Mud, Sweat, and Tears: The Autobiography Earlier this summer I was traveling through the seemingly evergreen pacific northwest.  One night I switched on the tv in the hotel and came across two outdoor adventure shows.  The first was Naked and Afraid where two people, a man and a woman who don't know each other are cast off into the wilderness without food, clothes or shelter.  Their challenge was to survive for 21 days.  What they got at the end of it all, I don't know.  It was such a weird show.  I couldn't understand it and didn't make it through a full episode.  I did follow the Twitter commentary, which was hilarious.  The second show I came across was Get Out Alive with Bear Grylls.

I don't watch too many reality shows, especially ones involving competition.  In fact, there are only two or three such shows that I like - So You Think You Can Dance, The Next Food Network Star, and years ago, Project Runway.  Most competition shows are just too mean spirited for my taste.  Plus, if I am going to watch people compete I want to watch people do something they love and are good at, hence the dancing and cooking shows.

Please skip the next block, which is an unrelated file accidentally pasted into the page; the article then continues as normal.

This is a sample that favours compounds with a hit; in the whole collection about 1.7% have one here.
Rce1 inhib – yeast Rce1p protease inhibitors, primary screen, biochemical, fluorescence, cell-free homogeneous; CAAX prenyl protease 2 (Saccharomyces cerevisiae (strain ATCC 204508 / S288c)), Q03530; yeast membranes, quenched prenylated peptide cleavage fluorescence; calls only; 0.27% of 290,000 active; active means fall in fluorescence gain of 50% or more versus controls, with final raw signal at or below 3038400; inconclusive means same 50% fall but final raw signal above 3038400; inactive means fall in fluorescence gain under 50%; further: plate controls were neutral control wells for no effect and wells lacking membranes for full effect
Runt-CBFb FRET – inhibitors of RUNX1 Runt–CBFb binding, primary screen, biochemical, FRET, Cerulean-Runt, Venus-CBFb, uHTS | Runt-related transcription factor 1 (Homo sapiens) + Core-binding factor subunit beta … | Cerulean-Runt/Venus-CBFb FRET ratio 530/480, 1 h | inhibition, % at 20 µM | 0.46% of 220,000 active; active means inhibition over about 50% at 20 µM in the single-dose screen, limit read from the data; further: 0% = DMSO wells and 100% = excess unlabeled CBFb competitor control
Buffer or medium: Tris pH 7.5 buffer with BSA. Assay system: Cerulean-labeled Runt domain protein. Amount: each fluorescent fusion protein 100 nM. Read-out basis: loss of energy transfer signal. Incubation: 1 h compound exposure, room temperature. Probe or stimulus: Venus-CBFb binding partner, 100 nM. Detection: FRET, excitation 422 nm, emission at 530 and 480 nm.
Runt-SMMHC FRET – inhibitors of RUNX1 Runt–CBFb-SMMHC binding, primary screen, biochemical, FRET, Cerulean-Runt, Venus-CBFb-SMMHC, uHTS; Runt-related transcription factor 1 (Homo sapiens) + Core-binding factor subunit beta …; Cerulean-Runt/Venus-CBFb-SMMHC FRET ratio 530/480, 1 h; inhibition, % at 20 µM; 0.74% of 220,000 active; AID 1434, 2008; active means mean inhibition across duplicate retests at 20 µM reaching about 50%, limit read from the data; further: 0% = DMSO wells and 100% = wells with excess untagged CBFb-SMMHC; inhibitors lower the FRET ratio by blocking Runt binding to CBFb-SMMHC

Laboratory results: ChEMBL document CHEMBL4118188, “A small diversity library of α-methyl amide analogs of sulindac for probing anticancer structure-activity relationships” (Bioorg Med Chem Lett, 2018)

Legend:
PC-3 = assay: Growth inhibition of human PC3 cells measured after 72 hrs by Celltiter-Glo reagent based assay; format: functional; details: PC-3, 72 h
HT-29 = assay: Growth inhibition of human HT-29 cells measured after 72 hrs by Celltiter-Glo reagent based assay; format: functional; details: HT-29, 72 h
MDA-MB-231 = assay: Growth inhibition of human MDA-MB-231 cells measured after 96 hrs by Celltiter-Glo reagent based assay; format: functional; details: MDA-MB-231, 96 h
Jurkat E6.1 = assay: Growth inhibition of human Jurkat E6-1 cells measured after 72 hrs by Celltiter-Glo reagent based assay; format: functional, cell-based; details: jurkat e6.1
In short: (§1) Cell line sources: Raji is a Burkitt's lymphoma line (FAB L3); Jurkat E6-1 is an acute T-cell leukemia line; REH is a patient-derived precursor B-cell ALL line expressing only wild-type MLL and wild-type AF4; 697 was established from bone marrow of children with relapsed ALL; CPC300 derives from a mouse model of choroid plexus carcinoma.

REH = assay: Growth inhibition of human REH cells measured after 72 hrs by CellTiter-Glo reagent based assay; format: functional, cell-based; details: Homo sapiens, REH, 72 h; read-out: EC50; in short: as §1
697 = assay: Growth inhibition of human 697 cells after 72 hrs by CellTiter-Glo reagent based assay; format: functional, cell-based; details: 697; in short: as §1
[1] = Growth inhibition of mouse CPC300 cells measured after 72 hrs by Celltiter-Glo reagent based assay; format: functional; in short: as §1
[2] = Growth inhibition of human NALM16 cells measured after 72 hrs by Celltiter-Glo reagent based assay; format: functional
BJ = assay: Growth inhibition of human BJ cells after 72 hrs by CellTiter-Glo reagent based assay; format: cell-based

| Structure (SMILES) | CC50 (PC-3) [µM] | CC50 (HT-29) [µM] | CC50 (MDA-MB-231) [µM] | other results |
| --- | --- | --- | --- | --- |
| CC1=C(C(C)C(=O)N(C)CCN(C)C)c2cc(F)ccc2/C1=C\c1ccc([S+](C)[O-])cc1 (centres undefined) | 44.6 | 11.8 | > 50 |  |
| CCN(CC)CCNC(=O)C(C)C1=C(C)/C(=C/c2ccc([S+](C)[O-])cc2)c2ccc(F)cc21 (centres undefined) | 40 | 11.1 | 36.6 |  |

Get Out Alive was a different sort of a competition show.  First off, there wasn't a whole lot of actual competition.  For most of the show everyone had to work together.  They were in the wilderness, hiking up mountains, crossing fast moving waters, building shelters in effort to survive cold nights, all while lugging backpacks that appeared to be the size and weight of a not so small child.  In short, there was no room for sabotage or name calling.  If one person got hurt, it could endanger everyone.  So they had to work together, and along the way the competitors, and the viewers, learned something about survival.  What was key, what intrigued me was that the survival lessons weren't just about technical or physical skills.  There was some of that, but the more important lessons had to do with strength of character, will, working together, and being mentally tough.